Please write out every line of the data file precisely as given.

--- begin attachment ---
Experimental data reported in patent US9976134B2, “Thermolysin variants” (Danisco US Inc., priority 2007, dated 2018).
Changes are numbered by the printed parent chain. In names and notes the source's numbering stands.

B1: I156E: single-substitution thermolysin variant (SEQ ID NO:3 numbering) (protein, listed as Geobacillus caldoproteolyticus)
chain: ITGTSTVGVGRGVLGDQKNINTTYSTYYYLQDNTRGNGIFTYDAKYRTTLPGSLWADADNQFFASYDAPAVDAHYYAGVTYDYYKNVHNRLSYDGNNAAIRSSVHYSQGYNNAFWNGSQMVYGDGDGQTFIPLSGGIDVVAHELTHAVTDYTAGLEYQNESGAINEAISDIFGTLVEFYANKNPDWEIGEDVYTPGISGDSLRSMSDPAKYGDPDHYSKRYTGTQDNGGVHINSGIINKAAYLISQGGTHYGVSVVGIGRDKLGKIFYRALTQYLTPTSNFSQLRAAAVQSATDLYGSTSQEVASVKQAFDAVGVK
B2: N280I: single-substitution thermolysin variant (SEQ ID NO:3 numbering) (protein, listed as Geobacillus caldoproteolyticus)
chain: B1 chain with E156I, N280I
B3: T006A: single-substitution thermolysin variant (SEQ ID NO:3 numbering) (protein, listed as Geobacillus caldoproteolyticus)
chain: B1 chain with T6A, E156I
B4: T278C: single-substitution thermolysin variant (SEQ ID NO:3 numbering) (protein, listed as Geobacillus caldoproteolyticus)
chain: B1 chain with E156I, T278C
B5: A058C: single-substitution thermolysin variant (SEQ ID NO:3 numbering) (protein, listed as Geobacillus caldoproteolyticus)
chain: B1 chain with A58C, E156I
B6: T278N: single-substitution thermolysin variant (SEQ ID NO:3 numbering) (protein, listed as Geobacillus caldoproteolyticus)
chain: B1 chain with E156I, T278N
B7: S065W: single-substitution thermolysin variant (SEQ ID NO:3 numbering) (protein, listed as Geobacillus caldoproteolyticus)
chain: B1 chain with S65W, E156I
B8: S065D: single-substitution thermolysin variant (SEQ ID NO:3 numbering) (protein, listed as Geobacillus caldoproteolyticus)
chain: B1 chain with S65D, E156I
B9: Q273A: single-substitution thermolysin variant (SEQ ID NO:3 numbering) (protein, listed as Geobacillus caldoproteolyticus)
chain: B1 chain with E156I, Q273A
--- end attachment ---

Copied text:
Experimental data reported in patent US9976134B2, “Thermolysin variants” (Danisco US Inc., priority 2007, dated 2018).
Changes are numbered by the printed parent chain. In names and notes the source's numbering stands.

B1: I156E: single-substitution thermolysin variant (SEQ ID NO:3 numbering) (protein, listed as Geobacillus caldoproteolyticus)
chain: ITGTSTVGVGRGVLGDQKNINTTYSTYYYLQDNTRGNGIFTYDAKYRTTLPGSLWADADNQFFASYDAPAVDAHYYAGVTYDYYKNVHNRLSYDGNNAAIRSSVHYSQGYNNAFWNGSQMVYGDGDGQTFIPLSGGIDVVAHELTHAVTDYTAGLEYQNESGAINEAISDIFGTLVEFYANKNPDWEIGEDVYTPGISGDSLRSMSDPAKYGDPDHYSKRYTGTQDNGGVHINSGIINKAAYLISQGGTHYGVSVVGIGRDKLGKIFYRALTQYLTPTSNFSQLRAAAVQSATDLYGSTSQEVASVKQAFDAVGVK
B2: N280I: single-substitution thermolysin variant (SEQ ID NO:3 numbering) (protein, listed as Geobacillus caldoproteolyticus)
chain: B1 chain with E156I, N280I
B3: T006A: single-substitution thermolysin variant (SEQ ID NO:3 numbering) (protein, listed as Geobacillus caldoproteolyticus)
chain: B1 chain with T6A, E156I
B4: T278C: single-substitution thermolysin variant (SEQ ID NO:3 numbering) (protein, listed as Geobacillus caldoproteolyticus)
chain: B1 chain with E156I, T278C
B5: A058C: single-substitution thermolysin variant (SEQ ID NO:3 numbering) (protein, listed as Geobacillus caldoproteolyticus)
chain: B1 chain with A58C, E156I
B6: T278N: single-substitution thermolysin variant (SEQ ID NO:3 numbering) (protein, listed as Geobacillus caldoproteolyticus)
chain: B1 chain with E156I, T278N
B7: S065W: single-substitution thermolysin variant (SEQ ID NO:3 numbering) (protein, listed as Geobacillus caldoproteolyticus)
chain: B1 chain with S65W, E156I
B8: S065D: single-substitution thermolysin variant (SEQ ID NO:3 numbering) (protein, listed as Geobacillus caldoproteolyticus)
chain: B1 chain with S65D, E156I
B9: Q273A: single-substitution thermolysin variant (SEQ ID NO:3 numbering) (protein, listed as Geobacillus caldoproteolyticus)
chain: B1 chain with E156I, Q273A